Jack was a family man. He was married to Jean for nearly as long as he was alive. It was touching to hear him call her nightly to check in from the Phillies game; Jean, who also had a love of baseball, usually was home watching. He spoke proudly about his four children and often shared with me stories about his grandson, Tyler, who is a highly sought after halftime act at college and professional games for his amazing balancing ability.
Jack was a kind man. He always looked for good things to say about people. He greeted people warmly and with a smile. He always was willing to help however he could. I don’t think there’s anyone in the Philly sports media circles who would have a bad word to say about him. And that’s because of the way he treated everyone — from the unpaid intern all the way to the national bigwigs — with the same kindness and decency. Jack, quite simply, treated you the way you wanted to be treated.
Jack was dedicated. His commitment to his work, based on his longevity, speaks for itself. He always wanted to do a good job and get the story right. In the last few years before his retirement in 2019, he was having physical problems that made it difficult for him to work. He had to leave a few games early because of his health situation, but that didn’t stop his dedication. I just looked at an email from September of 2019, one of the last Phillies games we covered together. He left early that night but emailed me when he got home to let me know what the radio broadcast had said about Scott Kingery’s injury. Then, when the game went to extra innings, he emailed a follow-up with one word: “Sorry.”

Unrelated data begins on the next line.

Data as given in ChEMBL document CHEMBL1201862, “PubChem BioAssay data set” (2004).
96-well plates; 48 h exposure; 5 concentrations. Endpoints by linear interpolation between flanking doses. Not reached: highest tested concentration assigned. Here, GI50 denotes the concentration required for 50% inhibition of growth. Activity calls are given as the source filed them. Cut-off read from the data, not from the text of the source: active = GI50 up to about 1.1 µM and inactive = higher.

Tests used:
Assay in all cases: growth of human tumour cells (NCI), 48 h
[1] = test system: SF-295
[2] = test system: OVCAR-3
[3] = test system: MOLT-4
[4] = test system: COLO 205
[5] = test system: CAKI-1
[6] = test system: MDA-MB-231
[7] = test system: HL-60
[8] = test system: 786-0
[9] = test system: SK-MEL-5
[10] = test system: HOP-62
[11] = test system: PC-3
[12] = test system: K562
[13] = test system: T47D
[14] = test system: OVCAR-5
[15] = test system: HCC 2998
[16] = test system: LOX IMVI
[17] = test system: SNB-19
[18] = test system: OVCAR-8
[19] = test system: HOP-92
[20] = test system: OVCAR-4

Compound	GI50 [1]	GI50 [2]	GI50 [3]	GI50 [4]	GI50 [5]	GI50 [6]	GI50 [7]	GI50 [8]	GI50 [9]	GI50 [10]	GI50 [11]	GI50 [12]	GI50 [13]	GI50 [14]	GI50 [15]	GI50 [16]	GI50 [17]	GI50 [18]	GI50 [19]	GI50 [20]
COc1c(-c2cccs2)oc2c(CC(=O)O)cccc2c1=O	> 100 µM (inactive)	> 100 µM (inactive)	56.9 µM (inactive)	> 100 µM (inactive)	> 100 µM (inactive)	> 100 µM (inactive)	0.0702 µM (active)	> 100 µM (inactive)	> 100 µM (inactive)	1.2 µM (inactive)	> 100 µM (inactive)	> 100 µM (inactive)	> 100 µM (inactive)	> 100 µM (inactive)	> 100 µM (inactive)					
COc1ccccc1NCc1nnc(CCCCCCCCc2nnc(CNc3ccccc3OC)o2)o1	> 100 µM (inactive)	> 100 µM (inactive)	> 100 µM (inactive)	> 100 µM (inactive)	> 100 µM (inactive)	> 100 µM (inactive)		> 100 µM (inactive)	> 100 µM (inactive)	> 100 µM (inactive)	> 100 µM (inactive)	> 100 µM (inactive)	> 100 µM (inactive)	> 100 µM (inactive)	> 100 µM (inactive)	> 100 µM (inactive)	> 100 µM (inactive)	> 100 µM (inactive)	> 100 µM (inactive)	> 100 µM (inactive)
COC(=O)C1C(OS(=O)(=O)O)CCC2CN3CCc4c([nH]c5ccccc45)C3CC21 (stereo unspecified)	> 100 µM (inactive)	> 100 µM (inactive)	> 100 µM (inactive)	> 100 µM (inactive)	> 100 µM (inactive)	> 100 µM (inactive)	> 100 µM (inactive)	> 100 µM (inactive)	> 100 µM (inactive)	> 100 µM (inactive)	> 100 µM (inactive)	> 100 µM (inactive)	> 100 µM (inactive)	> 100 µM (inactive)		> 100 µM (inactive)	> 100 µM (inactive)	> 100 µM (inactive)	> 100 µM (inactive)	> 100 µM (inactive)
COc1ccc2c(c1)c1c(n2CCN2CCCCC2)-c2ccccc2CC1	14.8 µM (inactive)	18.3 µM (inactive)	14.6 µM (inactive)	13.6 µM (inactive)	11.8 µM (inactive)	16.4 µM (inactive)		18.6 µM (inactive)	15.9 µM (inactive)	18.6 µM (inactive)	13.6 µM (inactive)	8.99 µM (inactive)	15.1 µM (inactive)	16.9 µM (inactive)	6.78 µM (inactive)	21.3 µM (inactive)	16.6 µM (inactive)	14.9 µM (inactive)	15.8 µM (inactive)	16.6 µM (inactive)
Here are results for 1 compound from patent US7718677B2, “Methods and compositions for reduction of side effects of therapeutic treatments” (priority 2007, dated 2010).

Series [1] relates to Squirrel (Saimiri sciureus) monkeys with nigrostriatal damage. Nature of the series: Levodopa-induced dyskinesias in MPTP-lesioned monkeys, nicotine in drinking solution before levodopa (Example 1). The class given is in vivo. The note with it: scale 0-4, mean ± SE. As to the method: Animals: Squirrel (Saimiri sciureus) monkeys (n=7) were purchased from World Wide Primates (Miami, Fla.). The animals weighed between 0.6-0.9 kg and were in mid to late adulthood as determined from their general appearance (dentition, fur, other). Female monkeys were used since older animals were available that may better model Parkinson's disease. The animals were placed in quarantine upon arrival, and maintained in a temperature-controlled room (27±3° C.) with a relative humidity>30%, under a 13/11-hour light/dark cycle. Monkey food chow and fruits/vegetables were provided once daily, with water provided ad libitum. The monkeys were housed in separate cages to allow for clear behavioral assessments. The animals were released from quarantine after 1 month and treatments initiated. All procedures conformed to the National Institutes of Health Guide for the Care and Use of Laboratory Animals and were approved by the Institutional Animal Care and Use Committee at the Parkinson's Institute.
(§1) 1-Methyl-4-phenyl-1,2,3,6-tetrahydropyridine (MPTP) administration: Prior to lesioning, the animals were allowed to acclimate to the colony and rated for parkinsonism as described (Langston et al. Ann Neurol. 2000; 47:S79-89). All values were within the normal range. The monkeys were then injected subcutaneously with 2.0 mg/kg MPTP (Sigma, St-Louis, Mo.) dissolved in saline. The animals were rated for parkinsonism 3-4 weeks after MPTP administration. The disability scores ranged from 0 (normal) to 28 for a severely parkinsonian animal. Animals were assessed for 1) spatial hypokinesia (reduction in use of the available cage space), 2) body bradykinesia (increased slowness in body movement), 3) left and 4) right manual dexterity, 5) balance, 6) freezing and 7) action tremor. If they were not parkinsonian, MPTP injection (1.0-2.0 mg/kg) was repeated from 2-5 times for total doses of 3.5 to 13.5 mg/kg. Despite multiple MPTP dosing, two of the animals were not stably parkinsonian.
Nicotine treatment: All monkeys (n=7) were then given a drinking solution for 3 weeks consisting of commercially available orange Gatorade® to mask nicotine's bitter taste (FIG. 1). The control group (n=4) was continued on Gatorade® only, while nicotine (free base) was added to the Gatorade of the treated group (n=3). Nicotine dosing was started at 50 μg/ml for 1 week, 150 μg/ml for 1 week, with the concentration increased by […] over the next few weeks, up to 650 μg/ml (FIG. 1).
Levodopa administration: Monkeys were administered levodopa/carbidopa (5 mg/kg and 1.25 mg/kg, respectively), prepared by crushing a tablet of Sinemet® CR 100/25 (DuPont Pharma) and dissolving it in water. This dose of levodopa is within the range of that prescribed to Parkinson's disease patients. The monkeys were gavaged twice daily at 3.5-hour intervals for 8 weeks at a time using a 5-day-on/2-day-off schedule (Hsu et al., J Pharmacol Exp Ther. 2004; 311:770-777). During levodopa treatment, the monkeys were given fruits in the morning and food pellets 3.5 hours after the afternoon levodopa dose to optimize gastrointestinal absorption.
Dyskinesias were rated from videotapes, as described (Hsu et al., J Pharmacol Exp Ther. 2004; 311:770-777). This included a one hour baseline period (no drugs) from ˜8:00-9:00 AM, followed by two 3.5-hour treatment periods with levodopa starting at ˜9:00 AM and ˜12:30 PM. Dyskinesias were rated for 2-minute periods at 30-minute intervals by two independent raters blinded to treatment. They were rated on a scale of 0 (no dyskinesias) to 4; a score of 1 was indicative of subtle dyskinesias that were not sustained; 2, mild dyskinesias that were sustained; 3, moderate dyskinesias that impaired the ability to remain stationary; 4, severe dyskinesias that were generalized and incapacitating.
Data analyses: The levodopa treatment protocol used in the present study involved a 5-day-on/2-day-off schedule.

Extra-inning games could be arduous, especially for people like me who had to wake up early the next morning for another job. But being with Jack made it fun. Same for rain delays. He had this encyclopedic knowledge of ’40’s and ’50’s baseball players. Sometimes during those delays I’d go through Baseball-Reference.com and give him the first names of players from that era and he’d have to guess the last name. Usually, he’d get it – and then he’d tell me something interesting about the player.